In golang documentation, it is stated that :

These are predefined layouts for use in Time.Format and Time.Parse. The reference time used in the layouts is:

Mon Jan 2 15:04:05 MST 2006

which is Unix time 1136239445

What is the origin of this specific date ?

  • 2
    15:04:05 is just after 3PM ... 1 2 3 4 5 6 ? – jthill Dec 11 '13 at 21:36
  • 6
    This date contains no ambigous fields. If I write 2/2006.1, 4/3.5 it's entirely clear which number belongs to which part of the date. – fuz Dec 11 '13 at 21:44
up vote 41 down vote accepted

That's explained immediately after the section you quoted:

Since MST is GMT-0700, the reference time can be thought of as

01/02 03:04:05PM '06 -0700

It's a simple increasing sequence: 01 02 03 04 05 (PM) 06 07.

Using 03:04 PM rather than 03:04 AM makes it possible to show the two time representations 15:04 and 03:04PM more clearly (this is speculation on my part).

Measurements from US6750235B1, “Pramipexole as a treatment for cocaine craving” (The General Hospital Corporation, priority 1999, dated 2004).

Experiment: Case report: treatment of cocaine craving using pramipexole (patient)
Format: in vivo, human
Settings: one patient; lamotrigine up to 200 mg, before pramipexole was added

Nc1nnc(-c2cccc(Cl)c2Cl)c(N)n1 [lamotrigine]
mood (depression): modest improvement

• 2
    Yeah, but why PM, I wonder? – Tim Pierce Dec 11 '13 at 22:26
  • 1
    @qwrrty: See my updated answer. – Keith Thompson Dec 11 '13 at 22:31
  • 2
    Why didn't they just use 2001-02-03 03:04:05PM -0700 or something like that. :( Would be so much easier to remember than 2nd of January 2006. – AndreKR Aug 28 '17 at 7:38
  • @AndreKR: Why do you need to remember it? – Keith Thompson Aug 28 '17 at 15:18
  • @KeithThompson I came here because I had to google it because I had written time.ParseInLocation(" and that doesn't have the reference date in the inline docs. First world problem, definitely. – AndreKR Aug 28 '17 at 15:24

It is just the numbers 1 2 3 4 5 6 7

1: month (January, Jan, 01, etc)

2: day

3: hour (15 is 3pm on a 24 hour clock)

4: minute

5: second

6: year (2006)

7: timezone (GMT-7 is MST)

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